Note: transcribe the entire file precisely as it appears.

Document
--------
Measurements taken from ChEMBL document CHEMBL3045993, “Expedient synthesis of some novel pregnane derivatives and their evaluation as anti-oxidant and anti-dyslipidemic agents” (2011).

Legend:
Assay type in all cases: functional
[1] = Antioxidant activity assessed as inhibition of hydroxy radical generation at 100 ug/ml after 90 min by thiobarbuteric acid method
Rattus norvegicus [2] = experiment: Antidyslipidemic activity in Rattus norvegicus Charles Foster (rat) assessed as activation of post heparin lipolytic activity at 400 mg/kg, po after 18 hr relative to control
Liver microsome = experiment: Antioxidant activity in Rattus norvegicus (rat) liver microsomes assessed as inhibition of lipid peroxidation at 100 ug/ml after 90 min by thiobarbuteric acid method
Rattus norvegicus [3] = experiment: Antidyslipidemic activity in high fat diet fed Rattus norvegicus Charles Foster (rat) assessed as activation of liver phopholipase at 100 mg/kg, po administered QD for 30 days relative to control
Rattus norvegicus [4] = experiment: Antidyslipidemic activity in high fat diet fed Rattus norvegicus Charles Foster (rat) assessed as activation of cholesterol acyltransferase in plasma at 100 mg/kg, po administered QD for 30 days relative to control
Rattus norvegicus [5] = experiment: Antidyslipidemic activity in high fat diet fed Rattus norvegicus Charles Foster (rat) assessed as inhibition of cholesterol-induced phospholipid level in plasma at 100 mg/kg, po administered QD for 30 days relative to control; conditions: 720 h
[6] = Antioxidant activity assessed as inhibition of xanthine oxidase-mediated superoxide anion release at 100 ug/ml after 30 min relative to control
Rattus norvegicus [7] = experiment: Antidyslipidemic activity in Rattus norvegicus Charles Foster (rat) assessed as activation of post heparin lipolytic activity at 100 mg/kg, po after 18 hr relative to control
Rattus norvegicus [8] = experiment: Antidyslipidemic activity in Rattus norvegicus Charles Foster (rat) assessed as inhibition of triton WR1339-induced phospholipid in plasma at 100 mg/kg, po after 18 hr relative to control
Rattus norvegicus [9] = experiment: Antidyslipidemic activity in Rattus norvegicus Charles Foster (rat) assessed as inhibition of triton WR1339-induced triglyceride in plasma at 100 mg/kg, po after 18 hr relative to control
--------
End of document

Measurements taken from ChEMBL document CHEMBL3045993, “Expedient synthesis of some novel pregnane derivatives and their evaluation as anti-oxidant and anti-dyslipidemic agents” (2011).

Legend:
Assay type in all cases: functional
[1] = Antioxidant activity assessed as inhibition of hydroxy radical generation at 100 ug/ml after 90 min by thiobarbuteric acid method
Rattus norvegicus [2] = experiment: Antidyslipidemic activity in Rattus norvegicus Charles Foster (rat) assessed as activation of post heparin lipolytic activity at 400 mg/kg, po after 18 hr relative to control
Liver microsome = experiment: Antioxidant activity in Rattus norvegicus (rat) liver microsomes assessed as inhibition of lipid peroxidation at 100 ug/ml after 90 min by thiobarbuteric acid method
Rattus norvegicus [3] = experiment: Antidyslipidemic activity in high fat diet fed Rattus norvegicus Charles Foster (rat) assessed as activation of liver phopholipase at 100 mg/kg, po administered QD for 30 days relative to control
Rattus norvegicus [4] = experiment: Antidyslipidemic activity in high fat diet fed Rattus norvegicus Charles Foster (rat) assessed as activation of cholesterol acyltransferase in plasma at 100 mg/kg, po administered QD for 30 days relative to control
Rattus norvegicus [5] = experiment: Antidyslipidemic activity in high fat diet fed Rattus norvegicus Charles Foster (rat) assessed as inhibition of cholesterol-induced phospholipid level in plasma at 100 mg/kg, po administered QD for 30 days relative to control; conditions: 720 h
[6] = Antioxidant activity assessed as inhibition of xanthine oxidase-mediated superoxide anion release at 100 ug/ml after 30 min relative to control
Rattus norvegicus [7] = experiment: Antidyslipidemic activity in Rattus norvegicus Charles Foster (rat) assessed as activation of post heparin lipolytic activity at 100 mg/kg, po after 18 hr relative to control
Rattus norvegicus [8] = experiment: Antidyslipidemic activity in Rattus norvegicus Charles Foster (rat) assessed as inhibition of triton WR1339-induced phospholipid in plasma at 100 mg/kg, po after 18 hr relative to control
Rattus norvegicus [9] = experiment: Antidyslipidemic activity in Rattus norvegicus Charles Foster (rat) assessed as inhibition of triton WR1339-induced triglyceride in plasma at 100 mg/kg, po after 18 hr relative to control